By Henry J. Waters III
Last week Gov. Bob Holden embarked on a strategy calculated to gain traction with important partisan constituencies while imposing maximum pressure and embarrassment on Republicans in the General Assembly. ... Day after day the governor vetoed yet another part of the budget, stretching out the process to highlight isolated areas for particular groups of constituents, hoping the accumulated angst would bring additional pressure on legislators and cause them to find more revenue rather than sticking with their current spending plan.
This dramatic budget-making turnaround is supposed to occur in the special session of the legislature Holden will call. I see no reason why he should expect to any such thing to happen.
During the regular session just completed, in which budget matters occupied most of the debate, all the affected special interests lobbied with full intensity. Lawmakers also heard, or did not hear, from constituents at large who had elected them to office, many with promises to curb spending and, even more to the point, not to raise taxes. These sentiments are not likely to change because Holden continues to ask for the opposite.
For the Holden budget approach to go into effect, taxes must be raised substantially, which will require a public vote. Not gonna happen, particularly in the form originally put forward by the governor. I'm sure Holden knows these odds and is making his vetoes as much to remain true to a partisan philosophy as to actually improve chances of getting a different budget. ...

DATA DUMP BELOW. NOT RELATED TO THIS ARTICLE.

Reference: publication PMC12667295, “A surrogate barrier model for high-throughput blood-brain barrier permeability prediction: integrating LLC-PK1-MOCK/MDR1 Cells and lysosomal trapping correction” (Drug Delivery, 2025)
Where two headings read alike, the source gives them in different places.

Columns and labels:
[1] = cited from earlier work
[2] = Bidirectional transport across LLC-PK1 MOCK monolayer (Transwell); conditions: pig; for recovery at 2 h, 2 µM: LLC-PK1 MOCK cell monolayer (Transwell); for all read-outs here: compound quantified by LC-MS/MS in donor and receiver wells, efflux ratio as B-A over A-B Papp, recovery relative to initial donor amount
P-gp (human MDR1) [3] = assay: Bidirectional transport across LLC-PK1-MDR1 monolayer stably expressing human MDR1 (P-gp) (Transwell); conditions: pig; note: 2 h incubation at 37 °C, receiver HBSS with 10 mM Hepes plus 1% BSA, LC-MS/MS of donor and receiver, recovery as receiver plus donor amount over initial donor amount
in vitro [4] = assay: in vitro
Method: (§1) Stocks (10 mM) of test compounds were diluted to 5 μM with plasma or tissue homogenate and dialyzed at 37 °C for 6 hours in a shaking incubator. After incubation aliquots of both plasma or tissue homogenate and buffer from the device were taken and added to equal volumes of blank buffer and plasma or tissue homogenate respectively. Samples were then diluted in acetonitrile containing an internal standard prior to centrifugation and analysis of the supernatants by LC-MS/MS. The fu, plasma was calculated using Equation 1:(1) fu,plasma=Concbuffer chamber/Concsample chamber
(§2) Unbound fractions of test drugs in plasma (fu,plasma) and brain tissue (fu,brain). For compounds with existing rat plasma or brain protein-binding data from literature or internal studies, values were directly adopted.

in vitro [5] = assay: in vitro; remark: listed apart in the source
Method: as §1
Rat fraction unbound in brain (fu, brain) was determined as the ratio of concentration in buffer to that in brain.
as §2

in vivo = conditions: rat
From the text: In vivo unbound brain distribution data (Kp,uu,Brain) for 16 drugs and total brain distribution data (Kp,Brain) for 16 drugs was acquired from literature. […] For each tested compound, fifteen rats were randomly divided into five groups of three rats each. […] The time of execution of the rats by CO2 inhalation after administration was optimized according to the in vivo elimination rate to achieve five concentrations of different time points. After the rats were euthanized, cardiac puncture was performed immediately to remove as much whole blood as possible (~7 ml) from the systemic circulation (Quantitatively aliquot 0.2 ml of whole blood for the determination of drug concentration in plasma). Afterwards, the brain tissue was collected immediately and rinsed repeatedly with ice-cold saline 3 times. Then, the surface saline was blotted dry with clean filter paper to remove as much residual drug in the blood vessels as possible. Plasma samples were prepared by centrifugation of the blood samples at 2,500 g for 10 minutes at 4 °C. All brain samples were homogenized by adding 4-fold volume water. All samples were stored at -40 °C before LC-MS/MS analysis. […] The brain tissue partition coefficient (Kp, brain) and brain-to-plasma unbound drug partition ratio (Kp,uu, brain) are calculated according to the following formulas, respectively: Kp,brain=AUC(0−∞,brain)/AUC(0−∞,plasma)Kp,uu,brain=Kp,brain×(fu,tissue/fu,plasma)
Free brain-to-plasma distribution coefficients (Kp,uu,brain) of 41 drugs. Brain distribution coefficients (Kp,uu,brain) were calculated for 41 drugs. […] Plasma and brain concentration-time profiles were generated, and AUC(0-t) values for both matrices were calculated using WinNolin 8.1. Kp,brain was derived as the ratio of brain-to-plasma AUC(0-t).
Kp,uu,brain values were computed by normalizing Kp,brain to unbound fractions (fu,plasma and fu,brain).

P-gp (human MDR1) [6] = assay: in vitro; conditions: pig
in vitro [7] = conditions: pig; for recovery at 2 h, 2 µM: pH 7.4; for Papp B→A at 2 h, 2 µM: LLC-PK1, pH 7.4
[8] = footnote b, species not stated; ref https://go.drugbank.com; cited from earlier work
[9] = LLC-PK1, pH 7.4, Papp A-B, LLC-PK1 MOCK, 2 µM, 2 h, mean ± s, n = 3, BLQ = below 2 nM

If Holden had wanted to give his budget another try with minimal cost, he could have done what former Gov. Mel Carnahan did one year when he called a special session to run concurrently with the final days of the regular session. This caused legislators to give the budget another look without extending their time in Jefferson City. ...
Without so much fanfare in a quick session, the legislature might have taken another stab at passing a minor revenue bill or two. Even by Republican calculations, the budget is about $12 million out of balance. But nothing of great import is in the offing, largely because the budget handed to Holden engenders no widespread public criticism. Most people, I daresay, would just as soon he sign the thing.
I do not accuse the governor of insincerity. He does believe in spending more money in the areas he highlights. But I do think he is unnecessarily dragging out the process largely for political effect having more to do with tomorrow's primary election than today's budget.
Henry J. Waters III is the publisher of the Columbia (Mo.) Daily Tribune.